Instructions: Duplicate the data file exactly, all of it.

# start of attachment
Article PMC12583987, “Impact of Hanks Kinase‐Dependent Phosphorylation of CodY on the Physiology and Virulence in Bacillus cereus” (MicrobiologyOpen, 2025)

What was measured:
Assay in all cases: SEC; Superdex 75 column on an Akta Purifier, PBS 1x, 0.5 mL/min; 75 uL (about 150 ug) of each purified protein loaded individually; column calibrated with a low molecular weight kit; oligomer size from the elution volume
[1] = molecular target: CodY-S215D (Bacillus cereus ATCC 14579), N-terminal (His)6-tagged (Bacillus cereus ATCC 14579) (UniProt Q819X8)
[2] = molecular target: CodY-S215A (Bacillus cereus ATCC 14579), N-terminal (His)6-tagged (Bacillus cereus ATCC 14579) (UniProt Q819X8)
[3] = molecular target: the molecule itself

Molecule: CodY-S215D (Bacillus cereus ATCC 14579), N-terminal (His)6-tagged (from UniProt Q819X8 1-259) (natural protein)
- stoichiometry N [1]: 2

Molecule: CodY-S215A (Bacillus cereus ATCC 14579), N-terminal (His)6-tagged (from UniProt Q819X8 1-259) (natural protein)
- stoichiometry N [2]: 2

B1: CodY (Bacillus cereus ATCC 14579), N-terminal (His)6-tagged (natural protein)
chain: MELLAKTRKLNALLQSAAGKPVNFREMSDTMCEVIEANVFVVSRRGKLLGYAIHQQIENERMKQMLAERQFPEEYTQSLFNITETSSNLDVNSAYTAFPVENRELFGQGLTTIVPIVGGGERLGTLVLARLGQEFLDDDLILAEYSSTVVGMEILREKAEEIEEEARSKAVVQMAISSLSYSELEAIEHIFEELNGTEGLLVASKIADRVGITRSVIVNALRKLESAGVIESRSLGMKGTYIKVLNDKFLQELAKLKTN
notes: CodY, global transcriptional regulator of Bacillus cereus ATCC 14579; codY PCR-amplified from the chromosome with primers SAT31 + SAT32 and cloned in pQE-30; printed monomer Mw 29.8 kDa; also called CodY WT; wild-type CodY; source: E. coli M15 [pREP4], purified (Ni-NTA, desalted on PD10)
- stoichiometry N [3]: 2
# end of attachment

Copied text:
Article PMC12583987, “Impact of Hanks Kinase‐Dependent Phosphorylation of CodY on the Physiology and Virulence in Bacillus cereus” (MicrobiologyOpen, 2025)

What was measured:
Assay in all cases: SEC; Superdex 75 column on an Akta Purifier, PBS 1x, 0.5 mL/min; 75 uL (about 150 ug) of each purified protein loaded individually; column calibrated with a low molecular weight kit; oligomer size from the elution volume
[1] = molecular target: CodY-S215D (Bacillus cereus ATCC 14579), N-terminal (His)6-tagged (Bacillus cereus ATCC 14579) (UniProt Q819X8)
[2] = molecular target: CodY-S215A (Bacillus cereus ATCC 14579), N-terminal (His)6-tagged (Bacillus cereus ATCC 14579) (UniProt Q819X8)
[3] = molecular target: the molecule itself

Molecule: CodY-S215D (Bacillus cereus ATCC 14579), N-terminal (His)6-tagged (from UniProt Q819X8 1-259) (natural protein)
- stoichiometry N [1]: 2

Molecule: CodY-S215A (Bacillus cereus ATCC 14579), N-terminal (His)6-tagged (from UniProt Q819X8 1-259) (natural protein)
- stoichiometry N [2]: 2

B1: CodY (Bacillus cereus ATCC 14579), N-terminal (His)6-tagged (natural protein)
chain: MELLAKTRKLNALLQSAAGKPVNFREMSDTMCEVIEANVFVVSRRGKLLGYAIHQQIENERMKQMLAERQFPEEYTQSLFNITETSSNLDVNSAYTAFPVENRELFGQGLTTIVPIVGGGERLGTLVLARLGQEFLDDDLILAEYSSTVVGMEILREKAEEIEEEARSKAVVQMAISSLSYSELEAIEHIFEELNGTEGLLVASKIADRVGITRSVIVNALRKLESAGVIESRSLGMKGTYIKVLNDKFLQELAKLKTN
notes: CodY, global transcriptional regulator of Bacillus cereus ATCC 14579; codY PCR-amplified from the chromosome with primers SAT31 + SAT32 and cloned in pQE-30; printed monomer Mw 29.8 kDa; also called CodY WT; wild-type CodY; source: E. coli M15 [pREP4], purified (Ni-NTA, desalted on PD10)
- stoichiometry N [3]: 2